- Irregular heart rhythms and abnormal blood counts
- Loss of hair, erosion on the teeth, and swollen limbs
- Constipation, lack of menstruation, stomach pain
- Intolerance of cold
Those who suffer from anorexia often neglect to get treatment. People with anorexia usually don't want treatment because of their focus on being thin. However, ignoring the disorder leads to many mental and physical effects:
- Increased risk of depression and anxiety
- Increased risk of self-harm behaviors including suicide
- Increased risk of alcohol and drug abuse
- Reduction in reproductive hormone levels, thyroid hormones, and growth hormones
- Increased chances of miscarriage in pregnant women
- Increased chance of delivering a baby with a low birth weight
- Slow, abnormal, and dangerous heart rhythms
- Low blood flow and blood pressure
- Loss of heart muscles
- Electrolyte imbalances
- Impaired bone growth
- Lack of calcium and other vitamins and minerals
- Neurological problems, including permanent nerve damage affecting the brain
- Gastrointestinal and blood problems
- Multi-organ failure
If you believe your loved one may have anorexia, it best to take quick action. You can change your conversations about healthy bodies. Discuss the possibility of anorexia with your loved one and encourage her to see a medical or psychiatric professional. Help your loved one identify those people who will be supportive of her efforts to become healthy. Set a good example yourself, eating and exercising in positive, healthy ways. With support from family and friends, it is possible for an individual to overcome the disorder.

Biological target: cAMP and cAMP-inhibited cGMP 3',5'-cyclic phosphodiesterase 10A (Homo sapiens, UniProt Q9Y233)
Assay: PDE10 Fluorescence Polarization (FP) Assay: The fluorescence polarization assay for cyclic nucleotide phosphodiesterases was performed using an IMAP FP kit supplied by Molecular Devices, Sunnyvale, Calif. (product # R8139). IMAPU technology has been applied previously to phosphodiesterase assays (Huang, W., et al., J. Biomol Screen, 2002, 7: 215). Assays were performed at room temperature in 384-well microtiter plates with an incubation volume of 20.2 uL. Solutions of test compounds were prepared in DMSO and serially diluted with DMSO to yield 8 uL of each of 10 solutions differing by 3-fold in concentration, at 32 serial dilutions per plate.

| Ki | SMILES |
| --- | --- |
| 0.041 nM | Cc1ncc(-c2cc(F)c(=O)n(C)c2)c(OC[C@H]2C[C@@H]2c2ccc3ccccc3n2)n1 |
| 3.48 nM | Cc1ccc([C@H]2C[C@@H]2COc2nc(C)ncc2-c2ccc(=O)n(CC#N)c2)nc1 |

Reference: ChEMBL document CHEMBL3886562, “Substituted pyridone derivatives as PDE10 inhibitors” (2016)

Treatment and the Path to Recovery
Seeking Treatment for Anorexia Nervosa is the next step in recovering from the eating disorder. Early detection of the condition can prevent a lot of detrimental health effects. Some of the early warning signs that should motivate loved ones to take action include a lot of quickly dropped weight, the avoidance of meals, constant comments about being fat or overweight, and excessive exercising. Treatment plans often consist of both talking therapy and supervision to ensure weight gain.
Talking to a therapist is a necessary component of treatment because professionals help the individual identify and cope with feelings. Professionals understand the very real effects of starvation and offer education about those consequences. The therapist will also help the individual make healthy food choices, helping the individual manage difficult situations. Throughout therapy, the therapist teaches coping techniques and helps the individual track progress and become stronger at using coping techniques.
Early Treatment Is Important
It is very important that anorexia nervosa is recognized and treated early. The related health effects of the disorder are often long-lasting and may continue to harm the individual even after treatment. If you or someone you love presents symptoms of eating disorders, act quickly to discuss the possibility with your loved one.